Using recorded speech in the classroom

Vivian Cook 
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Zeilsprache Englisch, 1, 1977, 1-2

 

An increasing number of textbooks make use of tape-recordings of spontaneous speech. Some of the reasons for this are that recorded speech

      allows the student to observe a real act of communication, complete with the interactional features that a scripted dialogue excludes;

      gives the student a true picture of real spontaneous speech with its hesitations, false starts, and "mistakes";

      can present a greater range of regional and social class forms than is usually possible with actors;

      permits the learner to fill in the gaps in the grammatical coverage of even the best of contemporary textbooks;

      is easier for the student to follow than unrecorded speech since he can go over the same piece time and again;

      has great interest and positive motivation for the student because it shows him real people talking about subjects that interest them.

Let us look at a brief example and see how it may be used:

Husband:          Didn't we reckon we were going to get some Premium Bonds?

Wife:                Mmm.

Husband:          Do you want them?

Wife:                Yes. Premium Bonds for you, darling? (to baby)

Baby:                Hmmm.

Husband:          What happens if she wins it? We can't claim the money, can we?

Baby:                Coo coo coo coo.

Five techniques can be used in teaching this extract:

1.  The teacher explains the background of the extract: he explains what a Premium Bond is and gives the relationship between the speakers. This background can be presented through a reading text providing factual or language information or through the teacher questioning the students. The teacher decides whether to let the students encounter the extract without explanation and to try and make something of it as they would have to do in a real-life situation, or to anticipate the problems by explaining in advance.

2.  The teacher plays the extract itself. The length of the extract varies according to the level of the student; probably a minute or so is as much as most students can manage. Then the teacher asks questions. Usually he starts with basic comprehension questions, playing the tape at least once more before he can be certain that the students have understood it. The form of the questions should be as simple as possible since many students find listening to spontaneous speech is in itself highly demanding; multiple-choice questions and true/false choices are preferable since they do not require the student to produce a sentence of his own. If the aim is to teach the comprehension of ordinary conversation, the questions should not concentrate on one narrow aspect, say, vocabulary, but should range over all the aspects involved in understanding real conversation: grammar, intonation, pronunciation ...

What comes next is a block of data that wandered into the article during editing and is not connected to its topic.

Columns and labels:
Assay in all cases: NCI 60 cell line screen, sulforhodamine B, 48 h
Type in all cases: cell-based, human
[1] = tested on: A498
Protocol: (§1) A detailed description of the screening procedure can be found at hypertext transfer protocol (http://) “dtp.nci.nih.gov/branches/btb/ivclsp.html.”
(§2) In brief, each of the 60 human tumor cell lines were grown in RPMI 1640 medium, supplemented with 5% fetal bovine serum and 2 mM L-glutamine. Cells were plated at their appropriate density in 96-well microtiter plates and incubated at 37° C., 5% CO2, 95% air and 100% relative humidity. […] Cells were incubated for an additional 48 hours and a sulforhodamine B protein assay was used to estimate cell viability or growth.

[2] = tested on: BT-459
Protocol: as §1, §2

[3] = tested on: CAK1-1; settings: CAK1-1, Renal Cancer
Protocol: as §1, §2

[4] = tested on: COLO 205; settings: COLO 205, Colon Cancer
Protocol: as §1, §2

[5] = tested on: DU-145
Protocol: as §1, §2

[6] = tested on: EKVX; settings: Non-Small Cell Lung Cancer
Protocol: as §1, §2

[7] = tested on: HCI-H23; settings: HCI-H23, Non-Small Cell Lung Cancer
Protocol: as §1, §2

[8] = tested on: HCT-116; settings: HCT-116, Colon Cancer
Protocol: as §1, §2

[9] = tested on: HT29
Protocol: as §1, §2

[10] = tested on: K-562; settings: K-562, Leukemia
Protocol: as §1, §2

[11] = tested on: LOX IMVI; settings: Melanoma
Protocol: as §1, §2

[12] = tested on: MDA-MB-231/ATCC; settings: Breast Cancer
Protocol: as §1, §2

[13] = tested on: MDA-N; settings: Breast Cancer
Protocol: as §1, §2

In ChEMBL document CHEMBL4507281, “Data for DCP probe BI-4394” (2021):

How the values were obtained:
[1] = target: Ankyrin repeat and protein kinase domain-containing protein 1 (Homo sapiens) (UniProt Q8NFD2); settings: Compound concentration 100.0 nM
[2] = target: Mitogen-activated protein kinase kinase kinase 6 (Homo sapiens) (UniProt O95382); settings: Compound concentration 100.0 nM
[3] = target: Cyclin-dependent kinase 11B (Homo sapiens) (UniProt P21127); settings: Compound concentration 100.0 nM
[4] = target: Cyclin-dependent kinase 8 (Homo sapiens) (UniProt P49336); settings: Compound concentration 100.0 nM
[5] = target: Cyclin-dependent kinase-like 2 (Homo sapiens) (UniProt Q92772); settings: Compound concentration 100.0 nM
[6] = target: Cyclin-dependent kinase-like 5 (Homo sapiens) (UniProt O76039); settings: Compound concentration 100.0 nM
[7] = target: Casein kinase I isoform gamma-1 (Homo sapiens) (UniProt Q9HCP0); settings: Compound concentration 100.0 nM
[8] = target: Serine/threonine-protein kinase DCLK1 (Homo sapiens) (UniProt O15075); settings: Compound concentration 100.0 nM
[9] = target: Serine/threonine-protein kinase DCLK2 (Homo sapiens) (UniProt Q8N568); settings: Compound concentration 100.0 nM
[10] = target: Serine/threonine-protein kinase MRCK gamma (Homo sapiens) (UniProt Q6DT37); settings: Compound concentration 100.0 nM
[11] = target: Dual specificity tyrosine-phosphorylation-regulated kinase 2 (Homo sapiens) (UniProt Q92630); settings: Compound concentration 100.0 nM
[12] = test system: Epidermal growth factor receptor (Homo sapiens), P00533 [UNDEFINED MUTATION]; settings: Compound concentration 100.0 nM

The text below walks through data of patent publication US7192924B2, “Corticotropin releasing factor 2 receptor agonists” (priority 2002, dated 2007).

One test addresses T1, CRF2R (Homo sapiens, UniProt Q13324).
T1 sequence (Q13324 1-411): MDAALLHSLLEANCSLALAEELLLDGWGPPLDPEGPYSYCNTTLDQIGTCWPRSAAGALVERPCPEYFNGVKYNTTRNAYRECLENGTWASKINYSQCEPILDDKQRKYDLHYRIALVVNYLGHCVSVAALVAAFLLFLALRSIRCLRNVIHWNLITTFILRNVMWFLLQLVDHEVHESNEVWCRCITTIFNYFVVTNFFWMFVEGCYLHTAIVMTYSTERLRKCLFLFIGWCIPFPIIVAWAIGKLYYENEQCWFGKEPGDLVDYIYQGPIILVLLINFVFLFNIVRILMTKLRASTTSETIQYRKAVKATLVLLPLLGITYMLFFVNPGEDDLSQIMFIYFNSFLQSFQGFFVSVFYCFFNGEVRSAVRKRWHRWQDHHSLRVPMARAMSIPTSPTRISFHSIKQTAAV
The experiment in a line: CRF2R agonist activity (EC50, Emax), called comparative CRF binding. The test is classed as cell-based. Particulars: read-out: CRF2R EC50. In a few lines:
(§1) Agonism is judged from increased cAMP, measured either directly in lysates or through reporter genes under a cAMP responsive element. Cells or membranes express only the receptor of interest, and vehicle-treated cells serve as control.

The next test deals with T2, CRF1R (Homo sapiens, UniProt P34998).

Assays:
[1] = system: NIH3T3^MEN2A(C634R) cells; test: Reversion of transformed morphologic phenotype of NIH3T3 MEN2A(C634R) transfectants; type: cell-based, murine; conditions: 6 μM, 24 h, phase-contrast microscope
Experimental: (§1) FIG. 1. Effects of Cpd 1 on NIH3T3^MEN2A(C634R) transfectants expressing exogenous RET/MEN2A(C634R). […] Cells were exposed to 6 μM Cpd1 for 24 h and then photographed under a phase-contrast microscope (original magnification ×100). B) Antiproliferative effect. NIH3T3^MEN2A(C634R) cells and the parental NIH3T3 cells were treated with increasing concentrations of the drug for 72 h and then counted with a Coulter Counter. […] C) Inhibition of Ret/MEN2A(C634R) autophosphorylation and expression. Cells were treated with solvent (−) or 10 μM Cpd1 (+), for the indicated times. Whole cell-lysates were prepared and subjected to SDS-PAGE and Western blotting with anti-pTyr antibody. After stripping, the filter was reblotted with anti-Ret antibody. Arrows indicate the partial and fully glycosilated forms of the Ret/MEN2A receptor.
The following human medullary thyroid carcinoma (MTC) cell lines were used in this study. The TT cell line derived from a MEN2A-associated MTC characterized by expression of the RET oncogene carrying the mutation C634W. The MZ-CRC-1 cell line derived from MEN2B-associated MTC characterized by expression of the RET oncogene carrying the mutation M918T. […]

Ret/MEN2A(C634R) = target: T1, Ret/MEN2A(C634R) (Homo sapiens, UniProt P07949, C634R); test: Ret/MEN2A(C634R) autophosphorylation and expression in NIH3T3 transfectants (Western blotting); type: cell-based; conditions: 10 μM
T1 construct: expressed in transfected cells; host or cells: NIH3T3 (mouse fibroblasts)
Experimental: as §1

3.  The teacher uses the extract as a lead-in to discussion. He can ask the students what equivalents they have in their native country: is there something similar to Premium Bonds? He can ask what they think of the people: does the wife really want any bonds? He can widen the discussion into personal reminiscence: have you ever won a big prize? Or into moral and political argument: should gambling be supported by the State? This technique develops the student's interest and motivation and allows him to communicate something through English.

4.  The teacher exploits the extract for other follow-up activities. He practices the grammatical points that have come up, such as the questions in this extract; he can try freer activities such as role-playing. The extract provides a convenient opening for whatever teaching techniques the teacher favours, whether drills, compositions, or anything else.

5.  The teacher uses the written transcript of the recording. With most classes this is the final part of the teaching cycle; the student sees the written text only after he has heard the extract and done the follow-up work. With advanced classes the transcript can be used without the tape - as comprehension material, as a basis for reported speech or summary, or as the data for grammatical analysis. With all classes the transcripts must be used cautiously, simply because spoken English looks so strange written down that there is an initial period of disbelief before students accept that it accurately reflects how real English people speak.

These five techniques do not differ radically from those employed with scripted dialogues except by emphasising the student's active participation. For this reason the technique commonly used with scripted dialogues, namely repetition, sentence by sen­tence or phrase by phrase, is not recommended. Also recordings of spontaneous speech are hard to use in this way because real speakers seldom pause at the points where the language teacher would like them to.

Notes

It may be helpful to give some notes on courses that use recordings of spontaneous speech.

L. Dickinson and R. Mackin, Varieties of Spoken English, Cornelsen & Oxford University Press, 1969.
Based on 14 recordings, mostly of conversation. Different types of comprehension questions,
grammatical exercises, explanatory notes, and a transcript.

M. Underwood, Listen to This, Cornelsen & Oxford University Press, Second edition 1974.
20 recorded interviews with factual explanation, multiple choice and free answer questions,
and transcripts in the teacher's book only.

R. O'Neill and R. Scott, Viewpoints, Langenscheidt-Longman, 1974.
15 interviews, each unit having a factual and language introduction, free answer questions,
grammatical exercises, a supplement reading passage, and a transcript.

 

V. J. Cook, English Topics, Oxford University Press, 1974.
Part of each unit consists of recorded spontaneous speech with true/false comprehension
questions and two transcripts, one edited, one unedited.